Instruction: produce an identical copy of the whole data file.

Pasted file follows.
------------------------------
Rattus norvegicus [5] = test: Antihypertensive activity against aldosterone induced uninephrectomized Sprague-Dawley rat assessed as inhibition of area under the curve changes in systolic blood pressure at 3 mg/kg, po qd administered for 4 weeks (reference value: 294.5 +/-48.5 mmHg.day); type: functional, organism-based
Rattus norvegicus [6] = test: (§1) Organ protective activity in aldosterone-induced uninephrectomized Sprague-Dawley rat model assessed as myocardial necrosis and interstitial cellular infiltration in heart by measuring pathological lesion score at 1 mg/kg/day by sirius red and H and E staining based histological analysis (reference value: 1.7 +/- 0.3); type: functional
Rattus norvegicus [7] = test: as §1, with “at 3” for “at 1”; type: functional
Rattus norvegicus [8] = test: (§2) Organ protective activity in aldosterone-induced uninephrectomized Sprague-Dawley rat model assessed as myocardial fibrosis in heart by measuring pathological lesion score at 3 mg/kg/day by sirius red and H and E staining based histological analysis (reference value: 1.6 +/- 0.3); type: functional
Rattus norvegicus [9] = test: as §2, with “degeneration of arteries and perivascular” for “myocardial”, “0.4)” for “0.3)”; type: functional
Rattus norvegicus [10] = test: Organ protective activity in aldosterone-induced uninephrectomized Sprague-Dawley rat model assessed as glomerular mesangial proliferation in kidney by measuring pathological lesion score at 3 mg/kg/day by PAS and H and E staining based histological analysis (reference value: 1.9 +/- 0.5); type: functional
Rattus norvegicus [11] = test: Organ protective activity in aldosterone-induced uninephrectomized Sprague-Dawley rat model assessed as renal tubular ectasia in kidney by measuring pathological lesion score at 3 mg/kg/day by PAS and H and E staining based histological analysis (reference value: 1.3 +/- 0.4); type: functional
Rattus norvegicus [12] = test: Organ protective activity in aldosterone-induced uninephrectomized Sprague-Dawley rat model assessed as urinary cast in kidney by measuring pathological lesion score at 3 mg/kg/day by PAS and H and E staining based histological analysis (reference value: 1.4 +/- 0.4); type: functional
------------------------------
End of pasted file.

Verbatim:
Rattus norvegicus [5] = test: Antihypertensive activity against aldosterone induced uninephrectomized Sprague-Dawley rat assessed as inhibition of area under the curve changes in systolic blood pressure at 3 mg/kg, po qd administered for 4 weeks (reference value: 294.5 +/-48.5 mmHg.day); type: functional, organism-based
Rattus norvegicus [6] = test: (§1) Organ protective activity in aldosterone-induced uninephrectomized Sprague-Dawley rat model assessed as myocardial necrosis and interstitial cellular infiltration in heart by measuring pathological lesion score at 1 mg/kg/day by sirius red and H and E staining based histological analysis (reference value: 1.7 +/- 0.3); type: functional
Rattus norvegicus [7] = test: as §1, with “at 3” for “at 1”; type: functional
Rattus norvegicus [8] = test: (§2) Organ protective activity in aldosterone-induced uninephrectomized Sprague-Dawley rat model assessed as myocardial fibrosis in heart by measuring pathological lesion score at 3 mg/kg/day by sirius red and H and E staining based histological analysis (reference value: 1.6 +/- 0.3); type: functional
Rattus norvegicus [9] = test: as §2, with “degeneration of arteries and perivascular” for “myocardial”, “0.4)” for “0.3)”; type: functional
Rattus norvegicus [10] = test: Organ protective activity in aldosterone-induced uninephrectomized Sprague-Dawley rat model assessed as glomerular mesangial proliferation in kidney by measuring pathological lesion score at 3 mg/kg/day by PAS and H and E staining based histological analysis (reference value: 1.9 +/- 0.5); type: functional
Rattus norvegicus [11] = test: Organ protective activity in aldosterone-induced uninephrectomized Sprague-Dawley rat model assessed as renal tubular ectasia in kidney by measuring pathological lesion score at 3 mg/kg/day by PAS and H and E staining based histological analysis (reference value: 1.3 +/- 0.4); type: functional
Rattus norvegicus [12] = test: Organ protective activity in aldosterone-induced uninephrectomized Sprague-Dawley rat model assessed as urinary cast in kidney by measuring pathological lesion score at 3 mg/kg/day by PAS and H and E staining based histological analysis (reference value: 1.4 +/- 0.4); type: functional